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Bleacher Report – Vikings

Recent ranking reminds of Vikings’ investment in Peterson, questions ahead

By Andrew Krammer

Jared Allen may be one of the only players to recently navigate the perils of a lucrative NFL contract without falling into one of its many trapdoors.

Allen, then 31, counted more than $17 million against the salary cap when the Vikings fielded the league’s worst defense in 2013. It was the final year of his contract and, fresh off a run to the playoffs, general manager Rick Spielman never approached him about a restructure, according to Allen.

Every situation necessitates its own decision, but rare is the day a NFL player sees every penny on a major deal. Allen saw veteran teammates released to free up money, including Steve Hutchinson and Antoine Winfield the year prior, and watched others take pay cuts like Kevin Williams.

With a cheap quarterback and roster getting younger, the Vikings chose to keep Allen at a price that led all 4-3 ends by nearly $3 million that season. Afterward, they parted ways as Mike Zimmer established a new system and different visions. It was the end of a six-year, $73 million deal that, in 2007, had made Allen the league’s highest-paid defender.

The team is approaching a similar crossroads with Adrian Peterson, the future Hall of Famer whose cap hit in 2017 spikes to $18 million; the Vikings can then release him at no cost years after making him the league’s highest-paid back in 2011 and again with a restructure last summer.

The latter deal was recently named the third-worst contract for a current NFL running back by Pro Football Focus. A similar list on ESPN.com recently tabbed Peterson and left tackle Matt Kalil as two of the league’s most overpaid veterans.

Whether or not any running back is worth the more than $80 million the Vikings have paid Peterson since drafting him in 2007, not counting the $12 million he’ll earn this year, is a topic for another June post. He’s the highest-earning running back in league history and this year alone he’ll carry a cap hit nearly $2.5 million more than the next running back.

But what each aforementioned list misses is how timing and maneuvering allow the Vikings to make what on the surface looks like two head-scratching investments. First and foremost, as evident by Andrew Luck’s $44 million guaranteed on a new deal, is the presence of Teddy Bridgewater entering his third season with a $1.87 million cap hit. (The current veteran starting QB market is $16 million to $24 million per year.)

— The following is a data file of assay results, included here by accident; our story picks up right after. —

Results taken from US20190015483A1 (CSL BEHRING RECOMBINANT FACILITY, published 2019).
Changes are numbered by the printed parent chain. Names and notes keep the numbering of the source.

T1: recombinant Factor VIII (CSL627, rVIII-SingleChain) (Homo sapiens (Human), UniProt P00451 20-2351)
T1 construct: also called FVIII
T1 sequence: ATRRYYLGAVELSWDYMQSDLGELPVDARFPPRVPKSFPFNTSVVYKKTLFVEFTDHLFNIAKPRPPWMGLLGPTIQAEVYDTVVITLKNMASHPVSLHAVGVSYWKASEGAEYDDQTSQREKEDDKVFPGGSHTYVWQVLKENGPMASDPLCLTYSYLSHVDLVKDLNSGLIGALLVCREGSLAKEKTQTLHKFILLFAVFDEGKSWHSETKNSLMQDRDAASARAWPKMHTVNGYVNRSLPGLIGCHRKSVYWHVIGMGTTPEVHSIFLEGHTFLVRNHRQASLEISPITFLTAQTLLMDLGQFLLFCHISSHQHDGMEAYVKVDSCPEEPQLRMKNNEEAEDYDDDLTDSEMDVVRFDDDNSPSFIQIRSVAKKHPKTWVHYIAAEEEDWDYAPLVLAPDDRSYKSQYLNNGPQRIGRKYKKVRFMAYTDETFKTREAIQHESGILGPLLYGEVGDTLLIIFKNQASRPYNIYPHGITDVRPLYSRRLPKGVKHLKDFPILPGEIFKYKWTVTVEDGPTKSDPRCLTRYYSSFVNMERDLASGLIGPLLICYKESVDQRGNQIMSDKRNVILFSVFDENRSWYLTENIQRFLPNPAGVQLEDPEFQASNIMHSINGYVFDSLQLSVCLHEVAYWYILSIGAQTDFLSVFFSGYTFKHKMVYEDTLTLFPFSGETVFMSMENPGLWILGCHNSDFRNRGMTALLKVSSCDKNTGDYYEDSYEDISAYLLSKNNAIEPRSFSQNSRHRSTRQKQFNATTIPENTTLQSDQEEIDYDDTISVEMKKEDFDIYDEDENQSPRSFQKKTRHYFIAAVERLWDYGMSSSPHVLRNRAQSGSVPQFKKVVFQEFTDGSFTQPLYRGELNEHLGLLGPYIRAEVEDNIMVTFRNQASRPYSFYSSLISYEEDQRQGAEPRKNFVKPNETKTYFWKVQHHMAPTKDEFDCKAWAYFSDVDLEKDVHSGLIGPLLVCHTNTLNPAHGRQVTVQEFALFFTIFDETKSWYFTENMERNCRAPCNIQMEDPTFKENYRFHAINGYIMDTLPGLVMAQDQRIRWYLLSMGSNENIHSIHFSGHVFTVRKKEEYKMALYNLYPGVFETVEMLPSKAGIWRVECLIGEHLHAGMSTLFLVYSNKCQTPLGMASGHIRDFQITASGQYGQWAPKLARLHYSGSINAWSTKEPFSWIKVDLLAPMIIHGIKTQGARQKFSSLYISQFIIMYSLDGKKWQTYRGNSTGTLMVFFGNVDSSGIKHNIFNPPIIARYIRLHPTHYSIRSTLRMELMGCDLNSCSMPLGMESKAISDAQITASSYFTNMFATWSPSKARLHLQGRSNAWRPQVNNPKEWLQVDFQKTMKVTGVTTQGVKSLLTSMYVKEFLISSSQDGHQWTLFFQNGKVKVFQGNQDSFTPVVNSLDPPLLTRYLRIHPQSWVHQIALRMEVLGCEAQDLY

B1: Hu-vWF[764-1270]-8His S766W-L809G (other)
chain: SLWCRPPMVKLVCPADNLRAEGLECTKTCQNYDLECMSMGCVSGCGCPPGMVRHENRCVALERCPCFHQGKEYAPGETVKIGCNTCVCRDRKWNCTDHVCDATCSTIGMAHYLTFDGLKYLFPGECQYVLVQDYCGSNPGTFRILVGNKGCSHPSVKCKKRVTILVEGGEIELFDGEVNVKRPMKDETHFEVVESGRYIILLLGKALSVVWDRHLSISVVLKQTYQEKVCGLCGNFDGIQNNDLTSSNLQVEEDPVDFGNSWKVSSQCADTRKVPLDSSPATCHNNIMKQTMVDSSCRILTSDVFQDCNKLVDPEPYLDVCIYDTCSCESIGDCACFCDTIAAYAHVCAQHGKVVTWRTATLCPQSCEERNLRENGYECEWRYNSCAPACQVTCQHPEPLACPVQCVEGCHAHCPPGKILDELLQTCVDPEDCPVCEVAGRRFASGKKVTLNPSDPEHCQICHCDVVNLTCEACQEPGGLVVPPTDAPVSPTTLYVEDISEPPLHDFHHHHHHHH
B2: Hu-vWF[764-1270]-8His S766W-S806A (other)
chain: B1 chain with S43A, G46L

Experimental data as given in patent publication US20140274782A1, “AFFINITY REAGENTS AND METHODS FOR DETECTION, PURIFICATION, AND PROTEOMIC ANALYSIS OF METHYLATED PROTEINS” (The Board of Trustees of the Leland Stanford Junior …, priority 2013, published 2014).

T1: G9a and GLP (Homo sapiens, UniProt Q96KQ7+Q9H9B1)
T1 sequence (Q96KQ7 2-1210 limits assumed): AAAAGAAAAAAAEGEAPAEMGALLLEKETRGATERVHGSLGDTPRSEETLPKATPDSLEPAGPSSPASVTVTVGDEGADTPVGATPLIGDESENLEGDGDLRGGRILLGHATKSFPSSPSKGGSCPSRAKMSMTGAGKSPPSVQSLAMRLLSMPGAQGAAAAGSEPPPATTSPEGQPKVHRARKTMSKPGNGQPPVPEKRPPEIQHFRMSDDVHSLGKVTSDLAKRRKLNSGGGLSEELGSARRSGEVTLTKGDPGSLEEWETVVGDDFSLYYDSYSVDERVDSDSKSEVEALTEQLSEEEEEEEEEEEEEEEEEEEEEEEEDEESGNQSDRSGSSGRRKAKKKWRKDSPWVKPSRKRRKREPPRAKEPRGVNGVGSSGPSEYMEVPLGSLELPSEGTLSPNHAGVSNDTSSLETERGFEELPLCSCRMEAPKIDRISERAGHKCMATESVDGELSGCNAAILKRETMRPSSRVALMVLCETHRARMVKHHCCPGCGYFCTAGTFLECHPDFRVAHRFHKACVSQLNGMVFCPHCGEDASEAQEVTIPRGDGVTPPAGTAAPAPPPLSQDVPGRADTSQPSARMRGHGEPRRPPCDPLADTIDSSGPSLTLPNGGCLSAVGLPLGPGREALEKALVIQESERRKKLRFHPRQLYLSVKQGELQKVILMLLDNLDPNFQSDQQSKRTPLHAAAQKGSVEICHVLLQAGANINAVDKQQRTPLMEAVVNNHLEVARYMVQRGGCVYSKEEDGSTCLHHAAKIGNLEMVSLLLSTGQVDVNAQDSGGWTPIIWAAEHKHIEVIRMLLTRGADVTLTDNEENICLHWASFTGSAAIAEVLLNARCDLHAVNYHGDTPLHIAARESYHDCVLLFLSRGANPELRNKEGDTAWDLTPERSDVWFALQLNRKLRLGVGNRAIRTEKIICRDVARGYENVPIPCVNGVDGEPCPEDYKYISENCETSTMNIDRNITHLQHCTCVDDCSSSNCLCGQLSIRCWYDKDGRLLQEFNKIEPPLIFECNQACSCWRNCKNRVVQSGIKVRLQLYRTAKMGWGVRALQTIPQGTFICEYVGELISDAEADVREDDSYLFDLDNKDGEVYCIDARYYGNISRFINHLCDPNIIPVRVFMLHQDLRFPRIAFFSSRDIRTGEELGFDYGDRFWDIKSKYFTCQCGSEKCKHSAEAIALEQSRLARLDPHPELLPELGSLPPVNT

Youth abounds around Bridgewater, including six other first-round picks between 2012 and 2014. Their newest blue-chip star, Harrison Smith, recently signed a lucrative five-year extension that made him the league’s highest-paid safety. The deal only raised his 2016 cap by $2 million (to $7.3 million) while allowing him to pocket a $10 million signing bonus. It’s a move that retains top talent while keeping a whale’s room for Kalil, the former fourth-overall pick, at more than $11 million. An ever-increasing salary cap doesn’t hurt, either.

With both Kalil and Peterson, they’re essentially one-year commitments. I’ll never begrudge a NFL player for taking ever single cent he can. And if you’re only counting dollars, the Vikings have taken care of Peterson as well as, if not better than, any NFL franchise has a modern running back. After a September 2014 formal indictment on child abuse charges, he was initially placed on paid leave during his suspension. Less than a year later, he agreed to a restructure that created lucrative incentives and protected millions against injury.

Peterson then reestablished himself as the game’s best runner, claiming his third NFL rushing title at age 30 behind an offensive line that had lost two starters before the opening snap. Though the Vikings’ highest-paid player would be on the field for less than a quarter of third downs. Heavily juxtaposed with power and elusiveness were career-long issues in pass protection and fumbling.

After a devastating first-round playoff exit to Seattle, Peterson vowed to become more versatile for the offense and Bridgewater. That fit with the quarterback is a crucial factor when measuring his remaining value in Minnesota. Entering his age 31 season, Peterson continued to lead the way in every phase during offseason practices. He was involved in the passing game, taking shotgun handoffs and catching passes.

And for however long Peterson decides to continue playing, he’ll surely want to catch all that he can.

The post Recent ranking reminds of Vikings’ investment in Peterson, questions ahead appeared first on 1500 ESPN Twin Cities.

Source:: 1500 ESPN Sportswire

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